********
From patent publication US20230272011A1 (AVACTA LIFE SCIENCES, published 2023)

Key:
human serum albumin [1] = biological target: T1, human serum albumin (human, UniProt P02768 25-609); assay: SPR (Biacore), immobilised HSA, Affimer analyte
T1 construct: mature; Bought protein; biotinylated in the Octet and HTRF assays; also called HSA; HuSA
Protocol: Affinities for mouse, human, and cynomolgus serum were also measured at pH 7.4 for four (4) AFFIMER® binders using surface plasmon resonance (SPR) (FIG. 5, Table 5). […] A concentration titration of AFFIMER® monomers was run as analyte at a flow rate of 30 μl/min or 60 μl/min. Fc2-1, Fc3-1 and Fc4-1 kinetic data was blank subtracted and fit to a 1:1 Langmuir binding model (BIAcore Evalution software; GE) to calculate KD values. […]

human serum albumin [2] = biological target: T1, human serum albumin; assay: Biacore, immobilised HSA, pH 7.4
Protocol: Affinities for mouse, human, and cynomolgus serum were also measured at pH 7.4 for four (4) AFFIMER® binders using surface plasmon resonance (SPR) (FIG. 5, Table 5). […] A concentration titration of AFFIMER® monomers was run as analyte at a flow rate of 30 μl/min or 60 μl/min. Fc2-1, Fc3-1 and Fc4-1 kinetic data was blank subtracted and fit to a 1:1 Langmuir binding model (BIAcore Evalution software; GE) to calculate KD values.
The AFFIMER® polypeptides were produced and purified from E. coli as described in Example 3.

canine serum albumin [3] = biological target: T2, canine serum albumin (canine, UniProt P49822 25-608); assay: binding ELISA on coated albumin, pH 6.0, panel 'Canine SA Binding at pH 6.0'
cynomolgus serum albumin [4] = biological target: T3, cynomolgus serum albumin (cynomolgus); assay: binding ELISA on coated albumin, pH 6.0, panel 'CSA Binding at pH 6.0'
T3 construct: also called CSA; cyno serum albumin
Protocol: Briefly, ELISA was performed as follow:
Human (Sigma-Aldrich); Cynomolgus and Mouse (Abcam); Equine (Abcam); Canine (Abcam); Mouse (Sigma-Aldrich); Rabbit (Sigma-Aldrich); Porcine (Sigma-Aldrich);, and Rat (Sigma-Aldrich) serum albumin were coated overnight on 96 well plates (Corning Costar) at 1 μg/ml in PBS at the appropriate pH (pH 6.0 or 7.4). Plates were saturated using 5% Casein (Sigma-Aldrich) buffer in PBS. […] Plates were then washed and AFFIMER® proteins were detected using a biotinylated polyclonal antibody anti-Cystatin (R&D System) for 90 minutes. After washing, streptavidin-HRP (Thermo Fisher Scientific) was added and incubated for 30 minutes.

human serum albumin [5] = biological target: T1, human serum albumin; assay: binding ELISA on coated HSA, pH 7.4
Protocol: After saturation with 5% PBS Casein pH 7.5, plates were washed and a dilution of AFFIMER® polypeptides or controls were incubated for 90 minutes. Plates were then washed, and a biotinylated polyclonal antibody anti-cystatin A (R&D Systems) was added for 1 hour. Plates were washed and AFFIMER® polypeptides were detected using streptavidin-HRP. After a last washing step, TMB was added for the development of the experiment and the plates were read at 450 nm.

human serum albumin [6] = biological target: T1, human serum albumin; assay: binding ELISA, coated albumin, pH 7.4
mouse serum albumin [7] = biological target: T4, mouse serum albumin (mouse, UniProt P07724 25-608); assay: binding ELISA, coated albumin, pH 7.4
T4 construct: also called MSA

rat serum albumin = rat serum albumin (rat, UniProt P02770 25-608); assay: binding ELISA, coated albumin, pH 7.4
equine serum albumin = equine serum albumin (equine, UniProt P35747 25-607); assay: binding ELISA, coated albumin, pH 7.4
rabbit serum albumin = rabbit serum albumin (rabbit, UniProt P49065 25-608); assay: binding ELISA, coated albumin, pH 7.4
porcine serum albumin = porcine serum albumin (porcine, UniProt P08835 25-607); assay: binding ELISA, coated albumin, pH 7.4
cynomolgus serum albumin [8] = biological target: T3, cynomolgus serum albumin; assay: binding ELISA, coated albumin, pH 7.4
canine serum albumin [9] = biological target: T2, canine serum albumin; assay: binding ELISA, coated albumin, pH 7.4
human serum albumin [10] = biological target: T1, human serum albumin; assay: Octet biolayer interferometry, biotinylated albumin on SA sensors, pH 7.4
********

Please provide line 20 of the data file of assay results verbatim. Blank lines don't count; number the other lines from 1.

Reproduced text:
equine serum albumin = equine serum albumin (equine, UniProt P35747 25-607); assay: binding ELISA, coated albumin, pH 7.4